Gauss PDF: An Introduction

gpdf-cA large part of the Volta 365 Reviews project will consider works published on J Gordon Faylor’s Gauss PDF site. As an introduction to these oftentimes challenging works of contemporary poetry, Allison Donohue has provided the following primer. 

If you’re unfamiliar with Gauss PDF, as I was when given this assignment, let me first introduce you. Reader, meet Gauss PDF, a compilation of various artists’ digital and print works on a single internet site, uploaded through PDF or the occasional ZIP file. While linked to tumblr, you don’t meander through Gauss PDF; you cannonball into it. I opened, “GPDF088: Nicolas Mugavero: Eight Million Copies of Moby-Dick” first, intrigued and comforted by the fact that I knew the subject well, of Herman Melville’s novel. When it loaded, I saw exactly that: eight million copies of Moby Dick aligned as though shelved. There is something incredibly smart happening in much of the work on Gauss PDF. For Mugarvero’s digital work, pictured below, takes a well-known mammoth of a novel and multiplies it, in grey scale, by eight million. The whale appears.

Screenshot 2014-01-09 at 1.23.14 PM

The intrigue behind Gauss PDF is the acceptance of a wide range of art and the incredible lack of information provided before one opens a document—all that is offered is a single cover photo to entice or explain an often curious and equally as enticing title. There are PDFs of images taken in backyards, along highways, of trash, of people we will never know. There are PDFs of poems, of characters named in single letters going on for pages in wending directions, tangents expected. There are word documents with clipped art from magazines, pictures pulled and shrunk digitally to resemble a distorted sock to show the nature of how we grow. Many of these documents are metacognitive, asking viewers to enter a new internet in which digital and print art challenges them to question how these digital images might fit together to form meaning.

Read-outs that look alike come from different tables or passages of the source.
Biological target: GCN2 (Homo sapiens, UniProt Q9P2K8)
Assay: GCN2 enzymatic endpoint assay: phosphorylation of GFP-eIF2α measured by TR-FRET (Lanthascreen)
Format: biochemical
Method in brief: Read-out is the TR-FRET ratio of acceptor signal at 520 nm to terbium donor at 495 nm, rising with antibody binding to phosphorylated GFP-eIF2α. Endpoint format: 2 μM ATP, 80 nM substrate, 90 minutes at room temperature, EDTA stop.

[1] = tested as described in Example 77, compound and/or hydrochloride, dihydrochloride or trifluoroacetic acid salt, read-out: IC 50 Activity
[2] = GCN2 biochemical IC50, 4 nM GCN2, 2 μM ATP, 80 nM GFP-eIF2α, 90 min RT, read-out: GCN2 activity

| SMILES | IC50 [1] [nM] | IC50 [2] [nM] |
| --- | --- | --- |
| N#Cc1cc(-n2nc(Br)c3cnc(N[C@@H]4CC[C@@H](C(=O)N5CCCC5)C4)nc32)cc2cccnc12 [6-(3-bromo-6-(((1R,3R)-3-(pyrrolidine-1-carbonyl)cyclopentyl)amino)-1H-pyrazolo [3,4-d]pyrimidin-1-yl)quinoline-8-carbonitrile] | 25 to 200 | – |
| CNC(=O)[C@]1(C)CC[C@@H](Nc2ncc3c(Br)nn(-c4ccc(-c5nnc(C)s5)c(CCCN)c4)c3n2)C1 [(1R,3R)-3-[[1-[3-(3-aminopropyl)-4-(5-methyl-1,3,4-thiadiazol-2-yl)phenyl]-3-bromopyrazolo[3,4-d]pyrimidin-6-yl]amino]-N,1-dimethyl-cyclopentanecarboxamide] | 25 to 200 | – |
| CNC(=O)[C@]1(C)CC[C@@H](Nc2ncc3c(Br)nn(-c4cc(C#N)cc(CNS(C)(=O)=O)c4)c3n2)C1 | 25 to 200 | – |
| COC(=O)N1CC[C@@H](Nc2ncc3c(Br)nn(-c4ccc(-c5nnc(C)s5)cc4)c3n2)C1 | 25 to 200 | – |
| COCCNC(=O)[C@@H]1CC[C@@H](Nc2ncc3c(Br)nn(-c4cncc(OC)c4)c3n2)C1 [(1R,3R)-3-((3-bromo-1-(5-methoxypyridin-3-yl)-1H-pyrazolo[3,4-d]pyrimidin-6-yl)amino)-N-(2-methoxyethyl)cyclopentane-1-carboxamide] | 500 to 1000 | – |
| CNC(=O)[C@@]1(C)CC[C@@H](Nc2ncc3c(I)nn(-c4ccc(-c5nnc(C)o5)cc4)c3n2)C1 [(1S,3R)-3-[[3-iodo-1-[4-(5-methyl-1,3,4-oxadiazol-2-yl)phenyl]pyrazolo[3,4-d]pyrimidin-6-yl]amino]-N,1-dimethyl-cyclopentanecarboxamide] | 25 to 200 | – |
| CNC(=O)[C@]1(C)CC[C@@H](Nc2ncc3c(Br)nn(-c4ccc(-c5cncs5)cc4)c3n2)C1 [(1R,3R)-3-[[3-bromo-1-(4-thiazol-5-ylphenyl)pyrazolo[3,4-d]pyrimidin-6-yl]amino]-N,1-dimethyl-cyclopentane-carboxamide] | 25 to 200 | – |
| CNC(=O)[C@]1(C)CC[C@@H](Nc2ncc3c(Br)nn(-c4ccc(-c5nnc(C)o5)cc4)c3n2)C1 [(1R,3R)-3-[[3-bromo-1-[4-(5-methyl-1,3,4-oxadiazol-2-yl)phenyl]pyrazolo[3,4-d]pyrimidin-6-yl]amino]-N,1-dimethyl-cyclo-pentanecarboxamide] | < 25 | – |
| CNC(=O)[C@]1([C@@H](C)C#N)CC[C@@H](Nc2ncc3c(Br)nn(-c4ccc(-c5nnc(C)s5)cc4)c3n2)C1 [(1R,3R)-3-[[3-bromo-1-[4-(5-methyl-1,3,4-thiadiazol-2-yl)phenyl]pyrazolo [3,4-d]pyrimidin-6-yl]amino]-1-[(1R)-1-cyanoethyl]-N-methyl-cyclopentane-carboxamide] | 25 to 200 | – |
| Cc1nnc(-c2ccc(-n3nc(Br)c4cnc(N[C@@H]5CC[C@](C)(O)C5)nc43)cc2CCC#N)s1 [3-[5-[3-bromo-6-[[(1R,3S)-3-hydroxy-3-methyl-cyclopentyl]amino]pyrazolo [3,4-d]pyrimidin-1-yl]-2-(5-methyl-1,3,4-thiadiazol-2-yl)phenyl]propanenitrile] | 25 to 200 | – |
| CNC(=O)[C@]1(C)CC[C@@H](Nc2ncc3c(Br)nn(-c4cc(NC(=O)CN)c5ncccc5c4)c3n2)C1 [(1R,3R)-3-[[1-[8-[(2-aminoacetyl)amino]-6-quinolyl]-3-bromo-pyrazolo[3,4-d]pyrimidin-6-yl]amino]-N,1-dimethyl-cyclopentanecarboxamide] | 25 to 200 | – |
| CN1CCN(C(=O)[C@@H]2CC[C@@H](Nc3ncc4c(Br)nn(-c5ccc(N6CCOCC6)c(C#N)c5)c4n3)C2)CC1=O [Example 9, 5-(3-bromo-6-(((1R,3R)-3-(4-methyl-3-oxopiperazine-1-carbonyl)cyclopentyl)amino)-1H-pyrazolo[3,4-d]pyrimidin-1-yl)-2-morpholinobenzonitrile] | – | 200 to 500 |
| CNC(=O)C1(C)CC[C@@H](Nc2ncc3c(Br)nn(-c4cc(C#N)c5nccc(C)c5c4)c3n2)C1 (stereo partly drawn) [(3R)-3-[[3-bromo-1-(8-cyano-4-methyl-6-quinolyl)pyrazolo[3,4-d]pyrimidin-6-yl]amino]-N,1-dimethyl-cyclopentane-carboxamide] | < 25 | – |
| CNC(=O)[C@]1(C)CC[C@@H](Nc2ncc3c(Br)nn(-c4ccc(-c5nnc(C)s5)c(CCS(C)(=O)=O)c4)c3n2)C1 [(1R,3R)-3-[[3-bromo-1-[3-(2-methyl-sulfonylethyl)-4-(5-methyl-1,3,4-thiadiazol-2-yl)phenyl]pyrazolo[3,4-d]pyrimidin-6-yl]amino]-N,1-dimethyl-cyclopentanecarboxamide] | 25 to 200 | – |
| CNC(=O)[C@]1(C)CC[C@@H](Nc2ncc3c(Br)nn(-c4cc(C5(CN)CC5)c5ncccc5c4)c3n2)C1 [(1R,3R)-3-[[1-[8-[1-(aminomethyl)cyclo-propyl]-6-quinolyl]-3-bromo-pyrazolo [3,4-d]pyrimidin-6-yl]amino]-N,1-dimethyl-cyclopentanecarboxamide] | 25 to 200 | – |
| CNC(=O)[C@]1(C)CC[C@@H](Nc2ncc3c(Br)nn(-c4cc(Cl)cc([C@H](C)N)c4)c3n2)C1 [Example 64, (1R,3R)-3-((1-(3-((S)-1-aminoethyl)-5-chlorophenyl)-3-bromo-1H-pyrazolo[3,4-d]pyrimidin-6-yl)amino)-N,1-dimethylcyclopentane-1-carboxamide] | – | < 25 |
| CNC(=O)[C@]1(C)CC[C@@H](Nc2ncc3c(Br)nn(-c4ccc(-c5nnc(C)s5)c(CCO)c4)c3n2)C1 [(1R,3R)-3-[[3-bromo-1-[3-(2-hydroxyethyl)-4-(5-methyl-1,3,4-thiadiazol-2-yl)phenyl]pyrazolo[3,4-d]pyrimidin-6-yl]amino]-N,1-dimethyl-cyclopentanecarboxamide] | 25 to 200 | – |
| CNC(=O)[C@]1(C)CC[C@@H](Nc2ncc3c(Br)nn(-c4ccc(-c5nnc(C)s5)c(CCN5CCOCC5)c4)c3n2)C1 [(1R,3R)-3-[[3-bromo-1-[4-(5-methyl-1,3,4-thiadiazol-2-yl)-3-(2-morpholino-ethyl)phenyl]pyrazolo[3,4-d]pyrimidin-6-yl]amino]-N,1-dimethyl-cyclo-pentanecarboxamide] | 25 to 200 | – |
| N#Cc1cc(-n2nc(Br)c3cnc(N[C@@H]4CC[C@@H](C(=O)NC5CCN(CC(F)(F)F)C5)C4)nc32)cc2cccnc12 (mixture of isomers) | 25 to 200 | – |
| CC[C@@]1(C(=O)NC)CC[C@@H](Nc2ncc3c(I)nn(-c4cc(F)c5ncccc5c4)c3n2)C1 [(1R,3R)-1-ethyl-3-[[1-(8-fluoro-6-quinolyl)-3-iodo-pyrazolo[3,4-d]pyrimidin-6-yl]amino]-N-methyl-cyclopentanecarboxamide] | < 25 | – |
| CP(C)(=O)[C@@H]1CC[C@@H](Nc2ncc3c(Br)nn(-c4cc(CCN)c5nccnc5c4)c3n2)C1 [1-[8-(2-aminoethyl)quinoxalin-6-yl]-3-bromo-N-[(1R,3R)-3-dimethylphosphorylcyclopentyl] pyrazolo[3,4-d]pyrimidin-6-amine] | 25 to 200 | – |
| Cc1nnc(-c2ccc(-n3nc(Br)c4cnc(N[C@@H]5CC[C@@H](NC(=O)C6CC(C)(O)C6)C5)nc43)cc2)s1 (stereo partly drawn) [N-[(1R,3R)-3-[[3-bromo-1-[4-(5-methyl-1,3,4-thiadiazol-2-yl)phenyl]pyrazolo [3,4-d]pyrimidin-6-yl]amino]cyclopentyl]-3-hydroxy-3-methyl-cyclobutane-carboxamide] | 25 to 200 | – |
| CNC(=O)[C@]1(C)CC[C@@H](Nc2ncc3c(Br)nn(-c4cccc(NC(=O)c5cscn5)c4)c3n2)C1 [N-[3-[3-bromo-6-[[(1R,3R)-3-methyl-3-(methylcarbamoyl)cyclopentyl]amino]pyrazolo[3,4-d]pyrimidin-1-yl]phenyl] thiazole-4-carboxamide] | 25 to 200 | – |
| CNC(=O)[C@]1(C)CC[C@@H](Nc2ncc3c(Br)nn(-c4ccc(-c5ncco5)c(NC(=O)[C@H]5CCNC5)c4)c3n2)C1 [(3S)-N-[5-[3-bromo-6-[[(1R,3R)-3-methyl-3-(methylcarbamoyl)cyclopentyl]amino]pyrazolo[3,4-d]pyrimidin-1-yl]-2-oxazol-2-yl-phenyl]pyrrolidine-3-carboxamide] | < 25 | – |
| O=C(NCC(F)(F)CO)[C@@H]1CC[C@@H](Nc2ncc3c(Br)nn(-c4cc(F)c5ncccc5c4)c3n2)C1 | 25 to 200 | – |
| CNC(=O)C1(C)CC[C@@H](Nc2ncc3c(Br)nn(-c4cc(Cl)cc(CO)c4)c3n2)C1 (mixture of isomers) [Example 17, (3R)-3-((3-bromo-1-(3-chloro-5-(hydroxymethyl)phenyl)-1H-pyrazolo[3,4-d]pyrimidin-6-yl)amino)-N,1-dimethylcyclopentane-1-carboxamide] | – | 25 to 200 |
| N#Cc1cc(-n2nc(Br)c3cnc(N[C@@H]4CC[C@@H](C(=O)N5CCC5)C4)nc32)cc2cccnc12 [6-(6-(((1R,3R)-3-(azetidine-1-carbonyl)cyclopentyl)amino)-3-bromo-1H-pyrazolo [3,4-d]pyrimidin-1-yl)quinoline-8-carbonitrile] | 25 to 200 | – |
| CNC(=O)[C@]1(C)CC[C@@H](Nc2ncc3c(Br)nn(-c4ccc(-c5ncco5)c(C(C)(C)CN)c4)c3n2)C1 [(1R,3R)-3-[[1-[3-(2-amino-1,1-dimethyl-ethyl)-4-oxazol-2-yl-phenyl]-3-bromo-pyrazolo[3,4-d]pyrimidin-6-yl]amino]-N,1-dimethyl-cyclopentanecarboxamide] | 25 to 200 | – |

I entered each document like a puzzler without a key, knowing that the artist would not hand me his or her conclusion, that these artists expected some work out of me. Take, for instance, “GPDF082: Carlos Soto-Roman: Chile Project: [Re-Classified],” the highly redacted document displaying more blackouts and slashes than actual words. At 45 pages in length, it is mesmerizing to scroll through this PDF you can’t help but imagine you have no right to view; the word “secret” slashed through on the top of every single page; a government document of Chile in the hands of the United States. And finally, after you’ve been given clues like Chile, Pinochet, read words like excise and unclassified the final pages reward you:

Screenshot 2014-01-09 at 1.25.54 PM

Or “GPDF016: Stan Apps: This Club Will Have Anyone” in which a single picture appears at the top of the PDF of three men, limb-tangled, all dressed in masks. Following is a poem, 26 pages long, with characters by the name of O and M and B. A poem with honest lines about life embedded in a humorous story about these men dressed and posing in what appears to be a museum. The club will have anyone and

                                              It’s wonderful

to find an excuse to stop and watch.

Watching is so easy,

I think watching is the easiest part of life.

And that is exactly what we are doing on Gauss PDF: watching. And perhaps that is the easiest part; the difficult part is asking the question, why? Something I found myself asking again and again, scrutinizing photos and watching artistic videos. “GPDF049: Lanny Jordan Jackson: Laughing Like The Head As It Imagined Itself Laughing” is an eight minute short in which a man sits in front of a camera reading, rhythmically, a poem seemingly from thought, who looks at the camera a total of three times. This film is tantalizing: what does it mean and why are we listening to this man in front of a camera, in front of a white screen speaking and occasionally sipping from a Corona? If you close your eyes (this is poetry, after all) and listen where the lines break, where his voice hesitates—the words become small moving beasts. I won’t spoil the ending.

Allison Donohue is a new and emerging poet. Born in Washington DC, she grew up in Centreville, VA. She received a BA in English, Creative Writing from Virginia Tech in 2012 where she also received the Graduation Award for Poetry. Currently, she is pursuing an MA in English Literature with a focus on Poetics at Texas Tech University.

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